I like to make terrines and pates. I refer to the preparations cooked in enameled or ceramic mods as terrines and I refer to those cooked in pastry crusts as pates -- pate en croute to be more specific. Perhaps this is a misstatement -- I'm not sure I like making these but I especially like consuming them. I generally let one of these set in the refrigerator for 3 days before digging in to it, the idea being that the flavors may more fully blend. Tonight I will breach a pate en croute I made Saturday. This pate is 100% pork and features a lot of whole green peppercorns in it (as well as other spices, herbs, wine, and cognac). I like to serve a somewhat over ripe Alsatian Gewurztraminer white wine with this pate. My wife does not really like this very much -- too fatty for her taste I guess -- so I end up sitting in solitude eating my pate/terrine and sipping good wine in the dining room and reading a good book. My youngest daughter also likes pates/terrines and sometimes joins me. I also make a duck terrine and a venison terrine. Each of these is somewhat different, but I love each of them. I think these are all derived from the Jane Grigson book "Charcuterie and French Pork Cookery."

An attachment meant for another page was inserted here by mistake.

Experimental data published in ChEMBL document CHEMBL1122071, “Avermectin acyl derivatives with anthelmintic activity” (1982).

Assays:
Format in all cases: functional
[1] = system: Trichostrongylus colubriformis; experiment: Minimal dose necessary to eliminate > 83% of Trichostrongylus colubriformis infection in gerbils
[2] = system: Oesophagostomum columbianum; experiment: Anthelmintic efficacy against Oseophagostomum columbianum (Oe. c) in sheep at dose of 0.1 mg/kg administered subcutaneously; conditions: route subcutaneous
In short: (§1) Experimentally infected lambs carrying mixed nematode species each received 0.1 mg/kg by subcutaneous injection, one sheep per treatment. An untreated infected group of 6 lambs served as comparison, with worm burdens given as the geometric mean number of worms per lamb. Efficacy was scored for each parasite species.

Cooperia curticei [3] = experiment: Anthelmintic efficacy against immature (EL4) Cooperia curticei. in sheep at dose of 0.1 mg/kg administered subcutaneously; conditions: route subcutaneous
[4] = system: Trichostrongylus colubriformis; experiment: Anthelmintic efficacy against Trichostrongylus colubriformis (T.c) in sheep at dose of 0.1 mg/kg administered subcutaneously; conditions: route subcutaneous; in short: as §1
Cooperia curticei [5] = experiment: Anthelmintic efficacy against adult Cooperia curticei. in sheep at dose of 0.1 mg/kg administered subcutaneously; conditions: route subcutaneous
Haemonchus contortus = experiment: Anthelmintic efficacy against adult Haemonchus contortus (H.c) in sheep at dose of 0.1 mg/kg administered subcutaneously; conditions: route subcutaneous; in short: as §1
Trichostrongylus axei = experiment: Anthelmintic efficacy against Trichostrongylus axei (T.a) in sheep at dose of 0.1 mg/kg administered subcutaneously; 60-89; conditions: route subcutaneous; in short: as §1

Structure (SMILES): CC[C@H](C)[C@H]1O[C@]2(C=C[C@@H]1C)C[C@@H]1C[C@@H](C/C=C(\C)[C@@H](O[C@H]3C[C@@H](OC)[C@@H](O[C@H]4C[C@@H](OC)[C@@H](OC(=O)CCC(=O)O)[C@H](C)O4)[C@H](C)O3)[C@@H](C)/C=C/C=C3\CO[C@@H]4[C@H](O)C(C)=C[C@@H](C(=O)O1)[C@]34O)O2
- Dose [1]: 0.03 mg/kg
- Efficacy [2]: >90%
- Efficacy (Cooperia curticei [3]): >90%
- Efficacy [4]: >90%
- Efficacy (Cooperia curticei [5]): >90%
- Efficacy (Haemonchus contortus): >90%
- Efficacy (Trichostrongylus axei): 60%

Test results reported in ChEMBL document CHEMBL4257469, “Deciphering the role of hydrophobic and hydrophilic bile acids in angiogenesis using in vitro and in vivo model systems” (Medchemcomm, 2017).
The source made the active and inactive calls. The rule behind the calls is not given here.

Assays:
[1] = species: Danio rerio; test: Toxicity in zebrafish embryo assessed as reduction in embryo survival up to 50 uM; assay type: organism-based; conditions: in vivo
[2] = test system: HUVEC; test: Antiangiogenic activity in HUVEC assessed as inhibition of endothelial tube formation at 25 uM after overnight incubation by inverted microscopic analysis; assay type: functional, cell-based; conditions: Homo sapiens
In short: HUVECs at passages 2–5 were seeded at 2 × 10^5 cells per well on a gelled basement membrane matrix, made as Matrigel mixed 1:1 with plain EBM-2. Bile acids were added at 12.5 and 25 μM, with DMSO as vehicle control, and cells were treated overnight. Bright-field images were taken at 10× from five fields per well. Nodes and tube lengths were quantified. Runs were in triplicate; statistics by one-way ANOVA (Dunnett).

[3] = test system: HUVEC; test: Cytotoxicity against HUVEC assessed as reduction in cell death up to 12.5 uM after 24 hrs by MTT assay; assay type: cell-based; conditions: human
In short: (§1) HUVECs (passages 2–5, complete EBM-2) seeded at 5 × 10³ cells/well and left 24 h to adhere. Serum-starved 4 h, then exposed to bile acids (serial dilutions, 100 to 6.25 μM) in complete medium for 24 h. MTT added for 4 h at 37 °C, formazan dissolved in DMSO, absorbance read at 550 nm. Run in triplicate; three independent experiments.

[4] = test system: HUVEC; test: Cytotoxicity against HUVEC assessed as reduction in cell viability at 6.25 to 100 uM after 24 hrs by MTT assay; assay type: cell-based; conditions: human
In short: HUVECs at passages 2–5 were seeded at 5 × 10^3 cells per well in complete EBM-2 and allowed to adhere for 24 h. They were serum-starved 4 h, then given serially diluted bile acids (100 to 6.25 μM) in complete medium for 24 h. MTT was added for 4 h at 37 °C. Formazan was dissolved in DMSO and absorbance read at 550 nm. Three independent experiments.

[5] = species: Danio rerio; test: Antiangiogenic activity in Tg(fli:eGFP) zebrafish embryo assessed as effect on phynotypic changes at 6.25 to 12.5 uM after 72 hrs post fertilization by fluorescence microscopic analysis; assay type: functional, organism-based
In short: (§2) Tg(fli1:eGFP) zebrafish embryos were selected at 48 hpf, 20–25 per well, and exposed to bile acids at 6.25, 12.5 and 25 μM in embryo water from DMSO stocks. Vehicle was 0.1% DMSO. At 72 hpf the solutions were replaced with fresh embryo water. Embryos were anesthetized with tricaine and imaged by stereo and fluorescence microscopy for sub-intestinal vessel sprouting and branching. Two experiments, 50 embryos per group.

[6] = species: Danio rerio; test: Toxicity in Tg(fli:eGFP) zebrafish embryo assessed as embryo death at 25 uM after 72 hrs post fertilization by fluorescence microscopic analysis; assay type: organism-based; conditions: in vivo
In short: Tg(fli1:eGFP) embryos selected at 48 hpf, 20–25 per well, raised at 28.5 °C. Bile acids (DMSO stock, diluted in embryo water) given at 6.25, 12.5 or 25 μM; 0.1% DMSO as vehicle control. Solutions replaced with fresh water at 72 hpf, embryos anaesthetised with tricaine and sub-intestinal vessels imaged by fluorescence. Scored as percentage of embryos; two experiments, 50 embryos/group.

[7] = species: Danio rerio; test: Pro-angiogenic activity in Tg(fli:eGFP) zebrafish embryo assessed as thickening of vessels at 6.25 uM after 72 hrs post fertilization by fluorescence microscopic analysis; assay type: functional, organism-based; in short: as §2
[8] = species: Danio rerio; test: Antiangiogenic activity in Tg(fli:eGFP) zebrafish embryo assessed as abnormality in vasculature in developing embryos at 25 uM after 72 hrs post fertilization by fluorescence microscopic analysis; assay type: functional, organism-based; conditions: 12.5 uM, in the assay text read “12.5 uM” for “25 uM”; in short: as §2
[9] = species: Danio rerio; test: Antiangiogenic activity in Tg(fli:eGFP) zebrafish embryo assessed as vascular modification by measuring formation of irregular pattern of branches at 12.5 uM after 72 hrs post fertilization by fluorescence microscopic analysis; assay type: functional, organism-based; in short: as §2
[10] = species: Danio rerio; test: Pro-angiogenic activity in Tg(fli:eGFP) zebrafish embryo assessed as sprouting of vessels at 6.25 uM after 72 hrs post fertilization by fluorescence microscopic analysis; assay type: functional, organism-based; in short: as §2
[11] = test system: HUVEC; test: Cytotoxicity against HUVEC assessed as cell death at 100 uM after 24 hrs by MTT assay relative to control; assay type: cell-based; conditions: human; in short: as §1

Do you make pates and/or terrines? Where did you learn about these? Any books you would recommend? How do you serve your pate/terrine? What wine combination do you favor? I have been finding it difficult to obtain the fat that is used in making these preparations. I used to ask the butchers in the grocery store to save pork fat when they trim pork for sale, but these days the pork comes to the grocery stores from the suppliers well trimmed of fat. Where do you obtain pork fat for making these things?